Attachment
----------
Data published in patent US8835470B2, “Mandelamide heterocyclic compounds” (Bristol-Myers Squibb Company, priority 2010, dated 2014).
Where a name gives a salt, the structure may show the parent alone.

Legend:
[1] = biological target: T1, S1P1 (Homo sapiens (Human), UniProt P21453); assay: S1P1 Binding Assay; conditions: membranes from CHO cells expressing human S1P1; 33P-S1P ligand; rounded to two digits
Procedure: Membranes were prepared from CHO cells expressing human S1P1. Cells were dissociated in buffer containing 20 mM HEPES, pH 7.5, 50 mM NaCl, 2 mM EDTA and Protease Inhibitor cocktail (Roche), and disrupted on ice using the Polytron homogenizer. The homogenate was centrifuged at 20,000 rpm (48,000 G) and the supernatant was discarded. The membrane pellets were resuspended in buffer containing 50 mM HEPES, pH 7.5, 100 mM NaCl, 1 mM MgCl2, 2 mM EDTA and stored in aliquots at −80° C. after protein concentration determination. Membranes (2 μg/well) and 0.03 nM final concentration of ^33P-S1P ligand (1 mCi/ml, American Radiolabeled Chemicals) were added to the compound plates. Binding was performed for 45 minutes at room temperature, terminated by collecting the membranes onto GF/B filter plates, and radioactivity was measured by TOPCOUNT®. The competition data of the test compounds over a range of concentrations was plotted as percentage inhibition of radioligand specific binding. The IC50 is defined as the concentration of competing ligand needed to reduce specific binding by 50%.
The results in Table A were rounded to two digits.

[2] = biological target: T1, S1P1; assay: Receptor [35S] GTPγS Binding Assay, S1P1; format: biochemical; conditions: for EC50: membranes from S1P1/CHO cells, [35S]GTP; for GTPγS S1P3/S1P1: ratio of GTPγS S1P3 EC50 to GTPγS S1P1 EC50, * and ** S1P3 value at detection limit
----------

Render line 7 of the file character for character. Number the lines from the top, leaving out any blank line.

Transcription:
[2] = biological target: T1, S1P1; assay: Receptor [35S] GTPγS Binding Assay, S1P1; format: biochemical; conditions: for EC50: membranes from S1P1/CHO cells, [35S]GTP; for GTPγS S1P3/S1P1: ratio of GTPγS S1P3 EC50 to GTPγS S1P1 EC50, * and ** S1P3 value at detection limit